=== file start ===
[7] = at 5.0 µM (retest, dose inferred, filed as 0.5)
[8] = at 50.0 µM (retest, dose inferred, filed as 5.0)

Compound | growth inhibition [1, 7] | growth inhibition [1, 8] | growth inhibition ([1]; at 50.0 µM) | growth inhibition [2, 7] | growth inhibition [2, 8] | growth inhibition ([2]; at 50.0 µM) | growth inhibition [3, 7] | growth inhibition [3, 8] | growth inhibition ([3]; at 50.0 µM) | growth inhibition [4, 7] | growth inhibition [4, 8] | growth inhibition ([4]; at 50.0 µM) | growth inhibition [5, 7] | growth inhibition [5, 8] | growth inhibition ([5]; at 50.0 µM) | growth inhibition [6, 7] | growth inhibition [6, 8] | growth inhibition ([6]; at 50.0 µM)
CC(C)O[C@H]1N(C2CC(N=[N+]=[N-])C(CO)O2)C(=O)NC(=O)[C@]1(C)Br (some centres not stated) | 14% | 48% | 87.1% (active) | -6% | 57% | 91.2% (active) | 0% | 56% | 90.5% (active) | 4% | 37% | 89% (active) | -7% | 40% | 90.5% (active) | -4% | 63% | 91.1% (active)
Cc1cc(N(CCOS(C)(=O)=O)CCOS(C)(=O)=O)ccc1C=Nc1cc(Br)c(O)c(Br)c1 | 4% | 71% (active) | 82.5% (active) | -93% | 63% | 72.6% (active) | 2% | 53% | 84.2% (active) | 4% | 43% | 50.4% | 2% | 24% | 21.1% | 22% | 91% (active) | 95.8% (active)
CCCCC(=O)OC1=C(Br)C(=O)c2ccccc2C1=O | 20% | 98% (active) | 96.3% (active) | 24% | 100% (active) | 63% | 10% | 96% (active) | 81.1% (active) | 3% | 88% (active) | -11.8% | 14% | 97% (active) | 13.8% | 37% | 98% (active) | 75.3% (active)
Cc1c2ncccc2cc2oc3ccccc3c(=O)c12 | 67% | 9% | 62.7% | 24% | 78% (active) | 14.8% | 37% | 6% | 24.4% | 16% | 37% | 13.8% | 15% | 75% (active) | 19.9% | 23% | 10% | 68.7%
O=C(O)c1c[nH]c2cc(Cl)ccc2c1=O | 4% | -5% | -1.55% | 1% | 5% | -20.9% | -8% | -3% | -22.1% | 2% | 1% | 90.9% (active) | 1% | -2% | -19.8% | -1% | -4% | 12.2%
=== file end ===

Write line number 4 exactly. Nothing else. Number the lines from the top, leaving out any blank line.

CC(C)O[C@H]1N(C2CC(N=[N+]=[N-])C(CO)O2)C(=O)NC(=O)[C@]1(C)Br (some centres not stated) | 14% | 48% | 87.1% (active) | -6% | 57% | 91.2% (active) | 0% | 56% | 90.5% (active) | 4% | 37% | 89% (active) | -7% | 40% | 90.5% (active) | -4% | 63% | 91.1% (active)